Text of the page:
Home > Engineering Design, Guest Writer > One-way & Two-way Streets Reflect a Community’s Priorities

One-way & Two-way Streets Reflect a Community’s Priorities

Editor’s Intro: Introducing MyWHaT’s newest guest contributor, Peter Spaulding. Peter lives and works in Traverse City where he is a freelance urban designer and planning consultant. He is co-founder of Placework DG and a graduate of the Urban and Regional Planning program at the University of Michigan. This is part 1 of a 3 part series on one-way and two-way streets. Currently, Traverse City has 4 major one-way streets: Front St., State St., 7th Street and 8th Street.

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One-way Streets to Move Cars

Guest Contributor: Peter Spaulding, part 1 of 3

One-way street networks in Traverse City need evaluating to see if they truly carry out resident goals, as a conversion back to two-way operation could yield real benefits for multiple user groups. While drawbacks exist for each orientation, the solution that is most appropriate is dependent upon the goals of neighborhoods and the city. One-way streets were ideal when we as a nation were trying to clear out of towns and cities in order to fill up suburbia, but they make considerably less sense today. Justifications for conversion in the downtown core and in the central neighborhoods rely on the same fundamental justifications, but several special considerations can and need to be made in each case.

Are one-way streets stuck in the past?

Pros and Cons

One-way streets are designed to move the greatest number of people possible (in cars), as quickly as possible. Removing opposing traffic and the moderating influence of possible head on collisions allows motorists to concentrate less while operating closer together at higher speeds. One-way streets can also cut the incidence and severity of traffic congestion, delay, and time required to enter or exit the city.

One-way streets eliminate some direct routes and force road users to make extra turns and travel greater distances to reach destinations. In this way, one-way orientations create more traffic and vehicle miles traveled (VMT) and can confuse non-local motorists. In extreme instances, motorists might lap blocks multiple times or give up and go home or to the mall. One-way streets reduce the viability of downtown businesses in other ways too. Streets crossing one-ways always have one street facade invisible from automobiles, the western facing facades of Union, Cass and Park Streets are invisible from Front St., making storefronts and successful businesses more difficult there than on east facing Façades.

One-way streets serve the motorist first-and-foremost and deal only with pedestrians and other stakeholders as an afterthought, they are great when a city serves primarily as an office center and moving office workers into and out of the center quickly is very important. When retail businesses and pedestrians are valued, the drawbacks of one-way streets are harder to overlook.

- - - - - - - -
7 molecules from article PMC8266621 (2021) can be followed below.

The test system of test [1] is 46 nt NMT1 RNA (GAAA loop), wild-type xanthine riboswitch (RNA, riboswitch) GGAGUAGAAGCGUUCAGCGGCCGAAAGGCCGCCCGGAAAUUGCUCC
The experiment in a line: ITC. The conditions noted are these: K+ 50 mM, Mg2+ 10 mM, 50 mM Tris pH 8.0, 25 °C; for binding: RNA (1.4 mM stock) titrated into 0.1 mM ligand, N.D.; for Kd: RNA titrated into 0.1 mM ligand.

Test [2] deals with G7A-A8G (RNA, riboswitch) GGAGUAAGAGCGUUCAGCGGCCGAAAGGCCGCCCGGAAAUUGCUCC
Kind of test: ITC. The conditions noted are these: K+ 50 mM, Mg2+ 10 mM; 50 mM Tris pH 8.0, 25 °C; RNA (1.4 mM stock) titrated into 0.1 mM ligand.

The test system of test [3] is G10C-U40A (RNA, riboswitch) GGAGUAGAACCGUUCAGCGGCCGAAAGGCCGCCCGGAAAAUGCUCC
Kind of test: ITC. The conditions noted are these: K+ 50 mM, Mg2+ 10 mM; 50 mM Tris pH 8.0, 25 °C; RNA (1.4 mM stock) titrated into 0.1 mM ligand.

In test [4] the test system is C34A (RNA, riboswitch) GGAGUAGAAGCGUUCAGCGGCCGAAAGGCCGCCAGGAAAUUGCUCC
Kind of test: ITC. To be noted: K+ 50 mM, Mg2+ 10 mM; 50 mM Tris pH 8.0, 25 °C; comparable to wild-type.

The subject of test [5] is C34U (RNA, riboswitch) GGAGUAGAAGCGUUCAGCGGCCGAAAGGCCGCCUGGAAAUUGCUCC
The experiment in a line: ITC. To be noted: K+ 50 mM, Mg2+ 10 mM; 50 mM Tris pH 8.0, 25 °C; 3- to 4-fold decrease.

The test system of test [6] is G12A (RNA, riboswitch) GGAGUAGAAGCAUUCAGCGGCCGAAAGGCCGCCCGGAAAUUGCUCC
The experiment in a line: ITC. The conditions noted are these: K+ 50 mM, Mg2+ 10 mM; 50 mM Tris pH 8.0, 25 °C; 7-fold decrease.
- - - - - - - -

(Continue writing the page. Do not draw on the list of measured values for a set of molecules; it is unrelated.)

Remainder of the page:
Two-way Streets as Compromise

In a balanced city where residents and other transportation system users are important, two-way systems are an improvement. Two-way streets aren’t optimized for anything, they represent a compromise that attempts to accommodate everyone. In a downtown context, two-way streets offer improved accessibility and direct routing, give all shops improved exposure and make wayfinding easier. Two-way streets reduce turning movements, speeds, volumes[1], and miles traveled, all of which improve downtown livability and safety, and help to make a downtown a pleasant place to be.

Lower speeds and volumes make pedestrians and bicyclists feel more comfortable, they make outdoor café seating enjoyable and help to create the sense of a place to be, not just a place to pass through. On one-way streets you can get the sense that everyone is leaving; on two-way streets, if one lane of traffic is leaving town, then the other must necessarily be coming to town.[2] Even as a psychological trick, the sense of place created by two-way streets is more welcoming.

Two- way conversions might make access to downtown by car take a bit longer during the peak season, but would be more intuitive and offer better business visibility year round. Two-way street conversions would realize benefits in livability, walkability, and downtown vibrancy, and need to be considered as a way to further improve and support a constantly improving urban experience for Traverse City.

[1] While downtown volume is ostensibly good, volume as a result of increased speed is bad.

[2] Presumably to have tons of fun and hang out with you!

  1. Henry Morgenstein
    August 26, 2010 at 9:19 am

    In 1975, at the Traverse City Community Forumns, I stood up and asked a question about the proposal, back then, to one way Cass & Union. The answer I was receiving was garbled, impenetrable. I stopped the man & said I am an English teacher who happens to like simple answers, easy to understand words.

    I asked
    1) Does making a street “one way” Increase Or Decrease the number of cars? Answer: Increase.
    2) Does making a street “one way” Increase or Decrease the speed of traffic? Answer: Increase.
    3) Does making a street “one way” Increase or Decrease the number of accidents? Answer:Increase.

    I thanked the man & sat down.